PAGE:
The Court also rejects Mr. Boyd's claim under 5 C.F.R. § 293.504(a). Mr. Boyd contends that, because the physician who examined him in 2005 was initially unaware of DHS's decision to waive its vision standards as to Mr. Boyd in 2000, see supra at 3-4, it must be the case that DHS does not maintain its employee medical records in compliance with 5 C.F.R. § 293.504(a). Even assuming that Section 293.504 provides a basis on which Mr. Boyd could sue DHS with respect to its record management practices, the bare fact that a physician (temporarily) was unaware of an agency decision made five years previously simply does not support the inference that DHS failed to maintain its records adequately. See Caldwell v. District of Columbia, 901 F. Supp. at 10 (pro se plaintiff's inferences "need not be accepted if such inferences are unsupported by the facts set out in the complaint") (internal quotation marks and citation omitted).
D. Plaintiff's Request for a Court Order Compelling Defendant to Publish "Implementing Instructions"
As noted above, the Office of Personnel Management has promulgated a regulation providing that federal "[a]gencies must issue written internal instructions describing how their [employee medical file system] is to be implemented." 5 C.F.R. § 293.503. Mr. Boyd maintains that defendant has not heeded this instruction, and that much of this case "could have been avoided had Defendants simply complied with the provisions of 5 C.F.R. § 293.503 and issued the appropriate written instructions," so that employees like himself would understand how to access their records. Pl.'s Mot. ¶¶ 2, 15. Thus, he asks this Court to compel defendant to publish written instructions pursuant to 5 C.F.R. § 293.503. See Pl.'s Reply at 8. Defendant responds that DHS has already published written internal instructions pursuant to 5 C.F.R. § 293.503. See Def.'s Opp. at 3 (citing DHS regulations codified at 6 C.F.R. §§ 5.21-5.22).*fn8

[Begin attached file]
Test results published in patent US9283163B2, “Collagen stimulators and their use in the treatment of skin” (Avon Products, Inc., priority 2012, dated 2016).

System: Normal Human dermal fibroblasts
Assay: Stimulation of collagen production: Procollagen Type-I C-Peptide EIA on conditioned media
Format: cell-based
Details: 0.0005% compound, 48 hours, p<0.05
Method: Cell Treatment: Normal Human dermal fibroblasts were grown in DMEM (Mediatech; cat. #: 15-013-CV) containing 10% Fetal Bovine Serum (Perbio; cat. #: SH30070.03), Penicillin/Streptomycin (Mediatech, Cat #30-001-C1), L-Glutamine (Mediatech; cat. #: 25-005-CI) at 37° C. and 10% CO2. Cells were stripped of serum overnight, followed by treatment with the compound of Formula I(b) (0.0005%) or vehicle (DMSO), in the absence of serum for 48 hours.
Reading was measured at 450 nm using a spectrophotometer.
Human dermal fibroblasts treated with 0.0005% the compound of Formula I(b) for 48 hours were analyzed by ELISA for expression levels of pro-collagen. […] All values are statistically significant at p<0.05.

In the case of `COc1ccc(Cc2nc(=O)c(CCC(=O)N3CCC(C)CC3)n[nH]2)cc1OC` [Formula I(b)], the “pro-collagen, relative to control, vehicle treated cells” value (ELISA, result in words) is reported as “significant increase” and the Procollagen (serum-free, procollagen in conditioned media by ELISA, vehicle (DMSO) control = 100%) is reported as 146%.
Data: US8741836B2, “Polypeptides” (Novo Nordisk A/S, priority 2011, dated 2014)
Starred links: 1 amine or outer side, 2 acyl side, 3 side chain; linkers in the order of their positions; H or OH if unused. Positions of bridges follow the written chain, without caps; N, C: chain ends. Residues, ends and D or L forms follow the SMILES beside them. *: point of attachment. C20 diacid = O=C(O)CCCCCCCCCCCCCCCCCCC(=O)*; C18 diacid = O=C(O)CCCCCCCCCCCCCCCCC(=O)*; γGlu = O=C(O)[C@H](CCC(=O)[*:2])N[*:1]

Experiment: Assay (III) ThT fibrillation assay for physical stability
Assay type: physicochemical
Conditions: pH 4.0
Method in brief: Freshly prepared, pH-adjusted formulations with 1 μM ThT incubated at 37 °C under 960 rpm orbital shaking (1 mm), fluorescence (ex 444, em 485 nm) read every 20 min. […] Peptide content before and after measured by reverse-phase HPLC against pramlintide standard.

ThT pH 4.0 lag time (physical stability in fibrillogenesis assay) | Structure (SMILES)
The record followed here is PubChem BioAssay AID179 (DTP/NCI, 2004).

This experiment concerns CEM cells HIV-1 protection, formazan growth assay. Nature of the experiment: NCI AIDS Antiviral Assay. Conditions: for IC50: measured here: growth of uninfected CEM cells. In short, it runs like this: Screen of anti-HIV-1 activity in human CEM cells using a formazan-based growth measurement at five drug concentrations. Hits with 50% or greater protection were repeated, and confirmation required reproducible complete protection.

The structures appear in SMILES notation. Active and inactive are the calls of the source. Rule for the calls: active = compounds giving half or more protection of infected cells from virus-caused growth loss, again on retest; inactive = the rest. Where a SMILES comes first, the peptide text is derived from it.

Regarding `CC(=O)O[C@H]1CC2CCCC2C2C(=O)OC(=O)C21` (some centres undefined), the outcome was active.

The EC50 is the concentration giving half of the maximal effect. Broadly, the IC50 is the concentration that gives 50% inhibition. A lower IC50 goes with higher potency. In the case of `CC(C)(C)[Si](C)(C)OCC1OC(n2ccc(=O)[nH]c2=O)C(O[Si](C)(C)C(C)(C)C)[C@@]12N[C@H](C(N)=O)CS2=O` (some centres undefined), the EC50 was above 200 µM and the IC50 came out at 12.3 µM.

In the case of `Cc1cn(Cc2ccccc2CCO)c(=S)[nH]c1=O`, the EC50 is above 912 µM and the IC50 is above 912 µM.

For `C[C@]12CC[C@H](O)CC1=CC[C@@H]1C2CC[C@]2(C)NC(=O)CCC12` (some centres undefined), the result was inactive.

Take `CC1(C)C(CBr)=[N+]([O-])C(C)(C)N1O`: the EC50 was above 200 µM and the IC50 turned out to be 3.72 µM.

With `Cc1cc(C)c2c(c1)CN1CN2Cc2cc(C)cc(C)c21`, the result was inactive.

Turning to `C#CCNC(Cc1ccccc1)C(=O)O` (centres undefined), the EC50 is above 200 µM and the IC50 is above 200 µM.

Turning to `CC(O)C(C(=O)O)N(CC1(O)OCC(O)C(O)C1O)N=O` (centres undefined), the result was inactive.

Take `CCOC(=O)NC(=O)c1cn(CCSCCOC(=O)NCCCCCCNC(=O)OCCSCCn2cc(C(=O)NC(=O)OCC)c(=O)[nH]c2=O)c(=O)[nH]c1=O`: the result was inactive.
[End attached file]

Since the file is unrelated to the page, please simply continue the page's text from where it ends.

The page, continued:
Treating this request as an additional claim for relief, this Court will not order DHS to issue further written instructions for three reasons. First, Mr. Boyd cites no law for the proposition that appealing to the judicial system is a proper way to compel DHS to publish written instructions for the sake of clarifying human resources matters for its employees. Second, courts rarely grant the sort of relief sought by Mr. Boyd -- which is, essentially, mandamus relief -- unless "a plaintiff has exhausted all other avenues of relief and . . . the defendant owes him a clear non-discretionary duty." Heckler v. Ringer, 466 U.S. 602, 616 (1984); see also Kaur v. Chertoff, 489 F. Supp. 2d 52, 65-66 (D.D.C. 2007). Neither of these conditions obtains here. Third, DHS interprets 6 C.F.R. §§ 5.21 and 5.22 to fulfill the requirements of 5 C.F.R. § 293.503, and in the circumstances presented here, the Court owes an agency's interpretation of its own regulations substantial deference. See Thomas Jefferson Univ. v. Shalala, 512 U.S. 504, 512 (1994). The Court therefore concludes that Mr. Boyd has failed to state a claim for mandamus relief and that, even if he had, it would be moot because defendant substantially has complied with 5 C.F.R. § 293.503.
For the reasons stated above, the Court grants defendant's motion to dismiss the complaint for failure to state a claim under Rule 12(b)(6) of the Federal Rules of Civil Procedure. An Order consistent with this Opinion will be issued this same day.